Subject: I have found a CD that I think you would enjoy
Genres: Jazz, Pop, Rock, Broadway & Vocalists
"Let's try a little of EVERYthing..."
J. Collins | 05/09/2000
(4 out of 5 stars)
"Manhattan Transfer didn't have it so easy back in '78 when this album was released. True, they had at least one Gold album, a short-lived Summer replacement series on TV, and a history of shattering attendance records at various venues on tour. But as a Pop (or even Jazz) vocal group with these impressive credentials, they were still a Pop (or Jazz) group that was expected to "sell" each new record Atlantic released. And though the early albums DID sell, the numbers here in the group's native US were not impressive.Though MT now has the distinction of being talented (or exceptional) in several musical genres, in '78 most people still thought of them as an "oldies" act...or worse. Critics who were charmed by the debut album's sincerity and enthusiasm came to regard MT as a curious, and somehow hollow Pop entity. Though various vocal interpretations/performances were praised on this album and those preceding, the albums themselves were seldom lauded. "Pastiche" was, unfortunately, also a commercial disappointment.The American view of the group as a novelty or "nostalgia" act wasn't exactly shared by fans abroad. MT had hits in France and the UK among other countries in Europe, and also created a huge following in Japan. The tour for "Pastiche" produced their first live album (also in '78, but of out print; possibly released briefly on a Japanese CD), which was Laurel Masse's final recording with MT. The recorded concerts from shows in the UK were a smash success, but again, the album was largely ignored in the States, despite an audiophile vinyl version sold by Mobile Fidelity Labs.In some wasy, "Pastiche" bears the signs of desperation. Several of the songs covered ("A Little Street In Singapore," "Love For Sale," "Where Did Our Love Go") were a bit too obvious, in the sense that MT (and especially Tim Hauser) had an ear for obscure but wonderful oldies. As such, though these songs are technically flawless, they come off as studied perfection...or just bland. On the other hand, there are some fantastic tunes here....music that would make a cynic tap his foot and want to sing along.Jimmy Guiffre's "Four Brothers" packed a vocal wallop that woke the critics and Jazz naysayers from their attitudes. "Je Voulais" marked one of Laurel's most incredible solos with the group, just as Janis grabbed hold of "In A Mellow Tone," albeit in deference to Ella Fitzgerald.The ensemble vocals on Rupert Holmes' "Who What When Where Why" are gloriously interwoven; one wonders why this wasn't a huge dance club hit with its' big bass drum and dynamic arrangement. Janis steals "It's Not The Spotlight" from several notable vocalists (Kim Carnes among them), and Tim gets to display his crooner's charm with "Pieces of Dreams." There are other memorable performances here, and overall the album is a satisfying, enjoyable listen.As a musical "postcard" from the final days of MT's relative obscurity (that is, before "Extensions" brought them commercial and critical benefits), this is a recording that tries to integrate Pop, Rock, and Jazz, with tone-perfect "standards," ready-made modern hits and a helluva lot in between. It may not cover all the bases successfully, but you have only to hear it to appreciate the effort involved, and the joy of these vocal presences.-Mic"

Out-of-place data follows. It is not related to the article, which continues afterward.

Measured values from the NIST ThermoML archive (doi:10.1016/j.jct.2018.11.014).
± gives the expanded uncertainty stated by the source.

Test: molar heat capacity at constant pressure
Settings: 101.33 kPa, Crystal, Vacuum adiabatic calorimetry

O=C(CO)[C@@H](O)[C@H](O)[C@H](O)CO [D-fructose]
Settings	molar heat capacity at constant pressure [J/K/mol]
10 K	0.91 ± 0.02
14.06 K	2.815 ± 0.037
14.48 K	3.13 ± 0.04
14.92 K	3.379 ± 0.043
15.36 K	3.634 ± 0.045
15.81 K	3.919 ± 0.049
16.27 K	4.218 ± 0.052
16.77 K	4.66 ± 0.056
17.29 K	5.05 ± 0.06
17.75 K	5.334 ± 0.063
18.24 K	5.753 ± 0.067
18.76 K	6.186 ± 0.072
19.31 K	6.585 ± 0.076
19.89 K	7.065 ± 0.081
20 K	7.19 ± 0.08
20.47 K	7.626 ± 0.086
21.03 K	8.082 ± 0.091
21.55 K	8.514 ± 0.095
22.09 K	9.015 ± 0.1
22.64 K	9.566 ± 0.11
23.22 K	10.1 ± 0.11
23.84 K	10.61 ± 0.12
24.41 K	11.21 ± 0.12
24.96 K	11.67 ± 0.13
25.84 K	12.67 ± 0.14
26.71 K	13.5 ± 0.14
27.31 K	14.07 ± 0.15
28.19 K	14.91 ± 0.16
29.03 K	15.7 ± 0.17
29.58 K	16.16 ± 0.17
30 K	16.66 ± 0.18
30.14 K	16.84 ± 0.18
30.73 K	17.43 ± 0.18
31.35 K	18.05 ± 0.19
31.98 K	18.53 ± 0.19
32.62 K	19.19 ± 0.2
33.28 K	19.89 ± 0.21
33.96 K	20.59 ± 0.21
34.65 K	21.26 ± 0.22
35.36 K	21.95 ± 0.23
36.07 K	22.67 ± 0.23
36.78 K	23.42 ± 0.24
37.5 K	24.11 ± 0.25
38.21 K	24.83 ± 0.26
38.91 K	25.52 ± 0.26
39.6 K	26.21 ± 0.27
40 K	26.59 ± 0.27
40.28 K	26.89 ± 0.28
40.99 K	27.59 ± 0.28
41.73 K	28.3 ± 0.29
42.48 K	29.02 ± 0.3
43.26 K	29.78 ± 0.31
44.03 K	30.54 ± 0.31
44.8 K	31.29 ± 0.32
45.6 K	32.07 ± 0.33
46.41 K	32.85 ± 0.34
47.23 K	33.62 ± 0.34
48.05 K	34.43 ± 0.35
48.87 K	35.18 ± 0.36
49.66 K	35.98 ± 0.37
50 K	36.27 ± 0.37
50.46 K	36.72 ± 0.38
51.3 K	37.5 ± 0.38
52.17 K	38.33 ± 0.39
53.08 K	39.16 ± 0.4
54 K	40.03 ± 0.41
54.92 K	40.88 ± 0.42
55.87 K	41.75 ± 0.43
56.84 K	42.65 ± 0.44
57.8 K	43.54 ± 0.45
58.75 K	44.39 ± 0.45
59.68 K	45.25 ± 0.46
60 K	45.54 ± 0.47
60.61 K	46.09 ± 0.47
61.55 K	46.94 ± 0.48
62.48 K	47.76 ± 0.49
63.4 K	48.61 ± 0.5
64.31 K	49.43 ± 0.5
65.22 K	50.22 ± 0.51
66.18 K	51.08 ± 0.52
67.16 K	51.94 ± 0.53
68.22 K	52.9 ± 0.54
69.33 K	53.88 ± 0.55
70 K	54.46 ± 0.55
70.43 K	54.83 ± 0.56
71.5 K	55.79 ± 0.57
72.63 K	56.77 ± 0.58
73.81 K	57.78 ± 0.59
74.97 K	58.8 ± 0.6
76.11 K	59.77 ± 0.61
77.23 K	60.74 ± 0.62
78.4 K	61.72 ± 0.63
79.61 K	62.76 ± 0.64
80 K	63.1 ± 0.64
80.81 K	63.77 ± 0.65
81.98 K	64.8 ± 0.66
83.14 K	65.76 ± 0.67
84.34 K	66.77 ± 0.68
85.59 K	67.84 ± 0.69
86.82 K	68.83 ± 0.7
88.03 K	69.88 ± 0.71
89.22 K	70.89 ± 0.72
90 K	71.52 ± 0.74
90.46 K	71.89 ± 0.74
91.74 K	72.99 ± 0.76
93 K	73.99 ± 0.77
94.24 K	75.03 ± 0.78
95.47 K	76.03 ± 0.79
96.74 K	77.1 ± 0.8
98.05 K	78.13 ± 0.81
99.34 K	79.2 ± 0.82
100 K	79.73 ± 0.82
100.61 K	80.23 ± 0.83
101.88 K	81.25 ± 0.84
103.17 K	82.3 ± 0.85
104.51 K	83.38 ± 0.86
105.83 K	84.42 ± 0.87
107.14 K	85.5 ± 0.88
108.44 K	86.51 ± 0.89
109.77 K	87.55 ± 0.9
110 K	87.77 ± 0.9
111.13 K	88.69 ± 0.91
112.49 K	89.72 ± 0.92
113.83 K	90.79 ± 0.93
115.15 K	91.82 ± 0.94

Be-Bop, Standards, Country and Then Some!
KRA | East End of LI | 06/09/2005
(4 out of 5 stars)
"For you Man-Tran fans out there who do not have this CD, now is a great time to buy it, as their first live album (from'78) is being re-released on CD. That live album was from the "Pastiche" tour, and features some of the tracks, BUT not all of them.
This album had the group showing their versatility, and it came at the point in their career's where they needed to show everyone that they were here to stay (and not just a nostaglia act). "Four Brothers" is a vocal tour de force, and "On a Little Street In Singapore" showcased their tight vocal harmonies and Alan Paul's sexy delivery. Alan's read of "Calico"
showed that the group still had it's feel for whimsy, and that the retro sound could be from any type of musical genre.
This release was Laurel Masse's final studio work with the group, and her solo of Je Voulais is stunning.
Pastiche is an often overlooked work that should be part of any Man-Tran collection.
Laurel Masse's voice is stunning!
J. D. Ovink | Eastern Washington | 02/04/1999
(4 out of 5 stars)
"Masse's French evokes the finest French torch singers. Where is she now and is she singing? TMT has not been the same since she left. I still love them, but their direction has definitely got the influence of the vocal gymnast they got to replace her. Janis, of course, shines wherever she goes!"